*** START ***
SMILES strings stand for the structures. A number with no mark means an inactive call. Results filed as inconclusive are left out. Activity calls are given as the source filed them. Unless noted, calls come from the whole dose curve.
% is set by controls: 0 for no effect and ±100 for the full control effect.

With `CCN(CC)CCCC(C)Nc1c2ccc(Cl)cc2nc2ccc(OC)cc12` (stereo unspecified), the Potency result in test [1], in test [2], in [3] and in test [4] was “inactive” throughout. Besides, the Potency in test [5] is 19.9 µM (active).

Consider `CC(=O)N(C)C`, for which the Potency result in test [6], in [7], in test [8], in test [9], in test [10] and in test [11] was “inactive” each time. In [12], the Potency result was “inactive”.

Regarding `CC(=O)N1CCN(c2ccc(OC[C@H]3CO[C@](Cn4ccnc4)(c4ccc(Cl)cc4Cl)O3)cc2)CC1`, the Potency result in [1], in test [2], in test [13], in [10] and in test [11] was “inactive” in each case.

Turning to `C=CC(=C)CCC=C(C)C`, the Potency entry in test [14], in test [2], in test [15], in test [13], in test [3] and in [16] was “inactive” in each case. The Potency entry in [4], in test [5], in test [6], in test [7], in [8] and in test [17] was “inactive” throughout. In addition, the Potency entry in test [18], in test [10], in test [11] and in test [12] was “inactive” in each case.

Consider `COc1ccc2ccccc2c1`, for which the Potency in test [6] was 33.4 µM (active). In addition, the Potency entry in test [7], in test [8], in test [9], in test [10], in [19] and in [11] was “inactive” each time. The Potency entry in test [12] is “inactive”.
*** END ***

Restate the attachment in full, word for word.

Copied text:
SMILES strings stand for the structures. A number with no mark means an inactive call. Results filed as inconclusive are left out. Activity calls are given as the source filed them. Unless noted, calls come from the whole dose curve.
% is set by controls: 0 for no effect and ±100 for the full control effect.

With `CCN(CC)CCCC(C)Nc1c2ccc(Cl)cc2nc2ccc(OC)cc12` (stereo unspecified), the Potency result in test [1], in test [2], in [3] and in test [4] was “inactive” throughout. Besides, the Potency in test [5] is 19.9 µM (active).

Consider `CC(=O)N(C)C`, for which the Potency result in test [6], in [7], in test [8], in test [9], in test [10] and in test [11] was “inactive” each time. In [12], the Potency result was “inactive”.

Regarding `CC(=O)N1CCN(c2ccc(OC[C@H]3CO[C@](Cn4ccnc4)(c4ccc(Cl)cc4Cl)O3)cc2)CC1`, the Potency result in [1], in test [2], in test [13], in [10] and in test [11] was “inactive” in each case.

Turning to `C=CC(=C)CCC=C(C)C`, the Potency entry in test [14], in test [2], in test [15], in test [13], in test [3] and in [16] was “inactive” in each case. The Potency entry in [4], in test [5], in test [6], in test [7], in [8] and in test [17] was “inactive” throughout. In addition, the Potency entry in test [18], in test [10], in test [11] and in test [12] was “inactive” in each case.

Consider `COc1ccc2ccccc2c1`, for which the Potency in test [6] was 33.4 µM (active). In addition, the Potency entry in test [7], in test [8], in test [9], in test [10], in [19] and in [11] was “inactive” each time. The Potency entry in test [12] is “inactive”.